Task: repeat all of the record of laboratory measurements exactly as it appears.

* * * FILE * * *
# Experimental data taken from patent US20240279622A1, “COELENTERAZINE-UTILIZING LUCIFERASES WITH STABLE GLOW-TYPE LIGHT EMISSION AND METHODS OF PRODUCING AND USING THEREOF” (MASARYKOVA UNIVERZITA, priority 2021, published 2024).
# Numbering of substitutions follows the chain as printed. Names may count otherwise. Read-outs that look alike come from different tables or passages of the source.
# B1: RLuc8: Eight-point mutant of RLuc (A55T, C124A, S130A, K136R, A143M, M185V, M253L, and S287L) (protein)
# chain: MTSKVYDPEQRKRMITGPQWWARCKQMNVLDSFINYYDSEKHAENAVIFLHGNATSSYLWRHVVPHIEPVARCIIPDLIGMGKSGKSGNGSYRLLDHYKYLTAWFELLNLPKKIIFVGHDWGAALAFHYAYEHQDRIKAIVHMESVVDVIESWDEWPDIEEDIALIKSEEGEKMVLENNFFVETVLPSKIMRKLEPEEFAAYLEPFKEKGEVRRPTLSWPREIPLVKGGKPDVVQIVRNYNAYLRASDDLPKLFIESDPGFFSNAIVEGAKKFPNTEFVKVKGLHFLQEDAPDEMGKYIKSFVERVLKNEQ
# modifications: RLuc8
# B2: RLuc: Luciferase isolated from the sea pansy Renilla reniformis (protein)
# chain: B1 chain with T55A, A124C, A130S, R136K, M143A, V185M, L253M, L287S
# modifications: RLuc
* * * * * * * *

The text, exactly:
# Experimental data taken from patent US20240279622A1, “COELENTERAZINE-UTILIZING LUCIFERASES WITH STABLE GLOW-TYPE LIGHT EMISSION AND METHODS OF PRODUCING AND USING THEREOF” (MASARYKOVA UNIVERZITA, priority 2021, published 2024).
# Numbering of substitutions follows the chain as printed. Names may count otherwise. Read-outs that look alike come from different tables or passages of the source.
# B1: RLuc8: Eight-point mutant of RLuc (A55T, C124A, S130A, K136R, A143M, M185V, M253L, and S287L) (protein)
# chain: MTSKVYDPEQRKRMITGPQWWARCKQMNVLDSFINYYDSEKHAENAVIFLHGNATSSYLWRHVVPHIEPVARCIIPDLIGMGKSGKSGNGSYRLLDHYKYLTAWFELLNLPKKIIFVGHDWGAALAFHYAYEHQDRIKAIVHMESVVDVIESWDEWPDIEEDIALIKSEEGEKMVLENNFFVETVLPSKIMRKLEPEEFAAYLEPFKEKGEVRRPTLSWPREIPLVKGGKPDVVQIVRNYNAYLRASDDLPKLFIESDPGFFSNAIVEGAKKFPNTEFVKVKGLHFLQEDAPDEMGKYIKSFVERVLKNEQ
# modifications: RLuc8
# B2: RLuc: Luciferase isolated from the sea pansy Renilla reniformis (protein)
# chain: B1 chain with T55A, A124C, A130S, R136K, M143A, V185M, L253M, L287S
# modifications: RLuc